The recent wave of violence in Karachi has spread panic in Gilgit-Baltistan (G-B). Thousands of people belonging to Skardu, Hunza, Chilas and Ghizer are settled in Karachi for the past several years.
“You cannot be at ease, no matter how far you are, when there is widespread unrest for such a long time,” said Minhajuddin, a local politician.
He said the people were extremely worried over the bloodshed, which, due to government’s unwillingness and “hollow claims”, has claimed more than 100 lives in the past one week.
“Where are the police, rangers and government officials?” questioned Minhaj. He added he was really worried about a friend who had gone to Karachi and hadn’t returned yet.
Mashroof Wali, another resident of Gilgit, said he had several friends living in Karachi and he was “really worried” about them.
The largest city of Pakistan, which is known for being poor-friendly, has little to offer to the poor due to the ongoing conflict in the city. With the rise in death tolls, the city has simply become ungovernable, as a result of which the people from far-flung areas have become scapegoats, paying the price for the sins they never committed.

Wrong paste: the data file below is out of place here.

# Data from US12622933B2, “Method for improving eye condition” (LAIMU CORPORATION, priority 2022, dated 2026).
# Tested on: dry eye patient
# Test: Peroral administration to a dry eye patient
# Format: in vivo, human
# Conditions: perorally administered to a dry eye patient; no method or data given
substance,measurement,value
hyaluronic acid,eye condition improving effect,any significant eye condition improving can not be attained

Naes Khan’s son is one such person. He was killed in Karachi last year. He worked at an automobile workshop to earn a livelihood for his family back in Gilgit. However, Naes said, he doesn’t know the cause of his son’s death and whether the police carried out any investigations.
Even though the government has decided to conduct targeted surgical operations in the troubled areas of Karachi, people in G-B are doubtful of the government’s commitment to launch a crackdown against the gangs taking shelter under the banner of various political parties.
Published in The Express Tribune, August 26th, 2011.